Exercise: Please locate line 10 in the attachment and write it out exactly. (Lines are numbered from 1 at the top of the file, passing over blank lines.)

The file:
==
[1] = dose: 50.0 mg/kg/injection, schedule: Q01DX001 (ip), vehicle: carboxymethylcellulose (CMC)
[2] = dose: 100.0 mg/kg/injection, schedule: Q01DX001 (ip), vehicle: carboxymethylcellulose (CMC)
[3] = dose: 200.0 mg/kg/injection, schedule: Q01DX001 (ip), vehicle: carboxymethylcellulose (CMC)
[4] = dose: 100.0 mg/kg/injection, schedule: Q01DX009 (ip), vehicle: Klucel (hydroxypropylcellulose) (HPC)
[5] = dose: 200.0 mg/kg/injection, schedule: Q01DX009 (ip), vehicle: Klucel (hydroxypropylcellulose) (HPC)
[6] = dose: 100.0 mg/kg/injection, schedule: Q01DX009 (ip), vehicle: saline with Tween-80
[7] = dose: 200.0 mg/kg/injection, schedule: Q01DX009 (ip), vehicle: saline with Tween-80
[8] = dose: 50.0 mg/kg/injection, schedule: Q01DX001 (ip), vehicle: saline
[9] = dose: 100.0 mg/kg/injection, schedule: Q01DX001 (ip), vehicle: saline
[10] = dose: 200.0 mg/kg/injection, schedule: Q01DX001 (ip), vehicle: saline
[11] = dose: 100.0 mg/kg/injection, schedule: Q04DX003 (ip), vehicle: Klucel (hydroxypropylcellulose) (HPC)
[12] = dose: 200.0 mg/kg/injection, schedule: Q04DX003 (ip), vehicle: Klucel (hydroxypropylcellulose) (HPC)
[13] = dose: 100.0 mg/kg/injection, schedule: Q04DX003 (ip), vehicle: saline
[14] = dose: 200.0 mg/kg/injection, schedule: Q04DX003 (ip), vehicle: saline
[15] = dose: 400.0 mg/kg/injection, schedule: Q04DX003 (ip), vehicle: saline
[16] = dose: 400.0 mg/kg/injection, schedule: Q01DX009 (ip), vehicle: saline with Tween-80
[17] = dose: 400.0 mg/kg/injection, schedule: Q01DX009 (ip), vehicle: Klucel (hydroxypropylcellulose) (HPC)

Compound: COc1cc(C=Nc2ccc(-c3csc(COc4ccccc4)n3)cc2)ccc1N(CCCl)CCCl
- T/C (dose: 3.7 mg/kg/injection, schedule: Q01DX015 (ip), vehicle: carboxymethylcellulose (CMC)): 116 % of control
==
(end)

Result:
[10] = dose: 200.0 mg/kg/injection, schedule: Q01DX001 (ip), vehicle: saline